Engineer B works in the Mariel Free Zone and almost never seeks the light of day with his children due to the rigor of his work schedule. He knows that in the Development Zone foreign engineers and technicians receive several thousand dollars a month for the exact same work he does, but at the end of the month he receives some one hundred dollars, more or less; his share of the hard cash that goes directly from the foreign firm to the government coffers in exchange for his labor, without ever passing through his hands, and thus he is exploited by the government. Continue reading “Poverty, the Cuban Dictatorship’s Recourse / Jeovany Jimenez Vega”
Jeovany Jimenez Vega, 19 October 2015 — In Cuba the shortage of goods, including basic staples, has been a continuous phenomenon in all retail chains for decades, so repetitive that it seems incorporated into the very genome of the regime, and has become one of the hallmarks of the laziness, inefficiency, and mediocrity of the economic and military dictatorship of the Castros.
Many alternative websites inside and outside of the island have warned about the phenomenon so constantly that, given its magnitude, even the official press has had no option but to recognize the severity of the problem on more than one occasion. It is not news to anyone that the official voices blame this disaster on the American embargo—which they have inexorably called a “blockade” even though right in front of their noses are windows adorned with goods coming from all four points of the compass. Continue reading “Shortages in Cuba: A Deliberate Strategy? / Jeovany Vega”
Jeovany Jimenez Vega, 27 September 2015 — The recently concluded visit of Pope Francis left Cuba awash in a wave of controversy. To the amazement of some and the disappointment of others, a pope known for being direct, almost penetrating, in his incendiary statements to the centers of world power, and who has shown courage in opening a Pandora’s box inside his own institution, to the delight of many enjoying the show, was nevertheless too cautious in facing the Cuban dictators.
From someone who has taken steps considered truly reckless in contrast to the millennial conservatism of his Church, who arrived in Havana preceded by his reputation as a radical reformer, and whose statements on behalf of the dispossessed have even earned him the absurd accusation of being communist, many expected a bolder more direct speech against those responsible for the well-known disregard of human rights on the island.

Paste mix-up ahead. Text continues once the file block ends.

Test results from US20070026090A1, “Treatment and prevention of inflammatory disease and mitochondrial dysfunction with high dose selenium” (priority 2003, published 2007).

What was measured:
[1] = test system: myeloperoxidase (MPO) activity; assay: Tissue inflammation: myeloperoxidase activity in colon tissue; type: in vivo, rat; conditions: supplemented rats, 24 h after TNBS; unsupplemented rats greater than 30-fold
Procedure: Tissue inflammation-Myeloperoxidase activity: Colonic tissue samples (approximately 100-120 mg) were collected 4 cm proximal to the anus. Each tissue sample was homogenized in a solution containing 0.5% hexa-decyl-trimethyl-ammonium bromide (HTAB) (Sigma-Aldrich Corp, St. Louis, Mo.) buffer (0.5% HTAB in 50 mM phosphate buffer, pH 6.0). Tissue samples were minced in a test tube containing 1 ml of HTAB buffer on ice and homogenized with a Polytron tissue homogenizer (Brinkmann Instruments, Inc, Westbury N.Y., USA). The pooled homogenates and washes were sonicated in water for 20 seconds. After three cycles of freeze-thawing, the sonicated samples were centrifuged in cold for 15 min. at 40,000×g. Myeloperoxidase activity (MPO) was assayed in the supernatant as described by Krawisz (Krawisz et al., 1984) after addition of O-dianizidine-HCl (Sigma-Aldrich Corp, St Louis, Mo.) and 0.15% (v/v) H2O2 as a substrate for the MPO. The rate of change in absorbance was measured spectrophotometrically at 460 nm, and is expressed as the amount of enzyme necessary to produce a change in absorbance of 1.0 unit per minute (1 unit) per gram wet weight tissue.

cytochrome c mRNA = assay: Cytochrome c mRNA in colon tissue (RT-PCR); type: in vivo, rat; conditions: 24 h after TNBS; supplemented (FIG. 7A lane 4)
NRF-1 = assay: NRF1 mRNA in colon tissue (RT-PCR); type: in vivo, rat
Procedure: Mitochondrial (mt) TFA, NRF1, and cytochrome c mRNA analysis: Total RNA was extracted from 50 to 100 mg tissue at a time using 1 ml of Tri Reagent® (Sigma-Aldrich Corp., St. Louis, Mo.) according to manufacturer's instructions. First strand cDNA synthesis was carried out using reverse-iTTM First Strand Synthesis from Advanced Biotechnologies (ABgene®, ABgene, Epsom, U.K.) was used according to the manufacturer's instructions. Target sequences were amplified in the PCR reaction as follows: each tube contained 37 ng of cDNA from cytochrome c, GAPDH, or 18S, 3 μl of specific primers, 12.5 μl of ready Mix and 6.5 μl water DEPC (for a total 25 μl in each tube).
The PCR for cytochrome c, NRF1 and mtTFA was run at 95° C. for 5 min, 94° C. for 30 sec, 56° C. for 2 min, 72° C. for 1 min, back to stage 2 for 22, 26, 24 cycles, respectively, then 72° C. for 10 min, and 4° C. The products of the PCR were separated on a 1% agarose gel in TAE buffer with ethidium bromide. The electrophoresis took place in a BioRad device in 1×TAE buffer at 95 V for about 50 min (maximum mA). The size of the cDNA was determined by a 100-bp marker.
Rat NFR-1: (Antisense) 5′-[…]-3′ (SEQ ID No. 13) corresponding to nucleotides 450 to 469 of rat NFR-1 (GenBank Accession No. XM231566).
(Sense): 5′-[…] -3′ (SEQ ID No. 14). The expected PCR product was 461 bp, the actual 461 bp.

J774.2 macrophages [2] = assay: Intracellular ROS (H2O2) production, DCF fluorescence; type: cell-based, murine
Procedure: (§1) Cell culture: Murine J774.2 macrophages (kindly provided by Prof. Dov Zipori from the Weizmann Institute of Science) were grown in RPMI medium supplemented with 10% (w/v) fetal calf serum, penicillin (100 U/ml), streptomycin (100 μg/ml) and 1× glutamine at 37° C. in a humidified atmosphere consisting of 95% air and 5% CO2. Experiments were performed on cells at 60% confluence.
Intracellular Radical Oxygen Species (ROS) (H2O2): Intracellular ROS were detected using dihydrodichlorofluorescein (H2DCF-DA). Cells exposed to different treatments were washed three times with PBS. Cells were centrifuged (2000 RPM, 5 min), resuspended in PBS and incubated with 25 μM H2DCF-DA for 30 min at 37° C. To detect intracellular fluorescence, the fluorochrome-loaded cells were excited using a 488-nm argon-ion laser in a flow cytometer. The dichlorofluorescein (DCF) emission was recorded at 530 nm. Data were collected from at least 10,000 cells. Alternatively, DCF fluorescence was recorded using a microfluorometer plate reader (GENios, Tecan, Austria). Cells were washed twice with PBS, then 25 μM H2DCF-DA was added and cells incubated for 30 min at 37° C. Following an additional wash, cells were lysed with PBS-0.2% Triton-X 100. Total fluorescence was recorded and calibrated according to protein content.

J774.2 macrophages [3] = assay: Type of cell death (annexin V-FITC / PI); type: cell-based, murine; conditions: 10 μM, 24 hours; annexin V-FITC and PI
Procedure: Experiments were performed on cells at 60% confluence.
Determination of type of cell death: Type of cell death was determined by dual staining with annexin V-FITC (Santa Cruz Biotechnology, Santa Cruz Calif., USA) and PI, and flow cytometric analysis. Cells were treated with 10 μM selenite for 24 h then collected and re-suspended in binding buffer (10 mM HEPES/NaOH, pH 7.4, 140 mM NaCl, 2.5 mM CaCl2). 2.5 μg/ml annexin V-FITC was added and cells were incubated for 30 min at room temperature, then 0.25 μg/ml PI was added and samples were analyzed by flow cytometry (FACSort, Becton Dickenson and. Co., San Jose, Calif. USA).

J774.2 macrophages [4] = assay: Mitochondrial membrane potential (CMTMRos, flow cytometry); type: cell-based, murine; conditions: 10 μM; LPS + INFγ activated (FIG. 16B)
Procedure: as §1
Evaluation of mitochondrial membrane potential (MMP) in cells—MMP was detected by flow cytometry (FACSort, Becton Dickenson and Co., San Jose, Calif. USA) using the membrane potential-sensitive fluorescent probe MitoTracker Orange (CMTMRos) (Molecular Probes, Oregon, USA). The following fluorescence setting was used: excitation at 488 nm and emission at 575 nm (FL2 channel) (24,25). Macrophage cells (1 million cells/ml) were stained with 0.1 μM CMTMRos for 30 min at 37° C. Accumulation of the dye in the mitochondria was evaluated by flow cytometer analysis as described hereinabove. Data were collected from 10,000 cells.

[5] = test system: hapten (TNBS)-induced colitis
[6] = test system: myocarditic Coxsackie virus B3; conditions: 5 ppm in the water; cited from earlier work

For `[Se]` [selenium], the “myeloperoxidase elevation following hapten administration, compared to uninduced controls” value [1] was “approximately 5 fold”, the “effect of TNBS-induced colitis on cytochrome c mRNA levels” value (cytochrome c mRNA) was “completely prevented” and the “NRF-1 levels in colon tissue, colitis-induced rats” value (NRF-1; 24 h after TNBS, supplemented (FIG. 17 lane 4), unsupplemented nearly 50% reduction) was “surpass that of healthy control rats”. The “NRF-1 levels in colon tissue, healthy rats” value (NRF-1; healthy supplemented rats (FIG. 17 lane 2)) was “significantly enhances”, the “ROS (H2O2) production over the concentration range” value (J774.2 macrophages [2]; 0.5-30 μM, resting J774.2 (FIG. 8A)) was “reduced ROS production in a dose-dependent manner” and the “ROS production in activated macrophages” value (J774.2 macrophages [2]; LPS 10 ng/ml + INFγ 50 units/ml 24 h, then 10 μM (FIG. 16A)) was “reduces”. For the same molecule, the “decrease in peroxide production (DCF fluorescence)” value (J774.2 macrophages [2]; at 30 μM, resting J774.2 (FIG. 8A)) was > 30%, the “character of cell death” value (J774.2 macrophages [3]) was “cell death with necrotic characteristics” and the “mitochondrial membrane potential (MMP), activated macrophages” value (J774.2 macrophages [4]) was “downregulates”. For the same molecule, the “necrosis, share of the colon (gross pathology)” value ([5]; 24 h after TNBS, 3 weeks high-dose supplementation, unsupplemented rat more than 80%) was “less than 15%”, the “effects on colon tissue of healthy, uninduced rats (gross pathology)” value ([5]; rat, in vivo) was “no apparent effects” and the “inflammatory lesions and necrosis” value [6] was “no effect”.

But such disappointment may have originated from an incorrect assessment of the exact coordinates of his passage through Havana, the uncharted context in which his visit occurs: it happens that the country visited today by the Argentine Pope is not the same one visited by Wojtyla in 1998; nor even the same one visited by Ratzinger in 2012. Continue reading “Bergoglio’s Havana Tango / Jeovany Jimenez Vega”
Jeovany Jimenez Vega, 14 September 2015 — Speaking of rumors — it’s been going around for months, but nothing official has yet been said about it — there is a rumor that the Ministry of Public Health will increase the monthly salary of doctors in Cuba to 5,000 Cuban pesos (equivalent to a little more than $200 US). This would be very good news, but on the island things are seldom what they seem, and according to what is rumored it could also be a rotten deal: to receive this salary the worker will have a sign a contract — which apparently will not be elective — in which he or she commits to not traveling outside of Cuba during the following five years, or perhaps ten years according to other versions. And it is also said that in the eastern provinces this document has already been presented to the workers.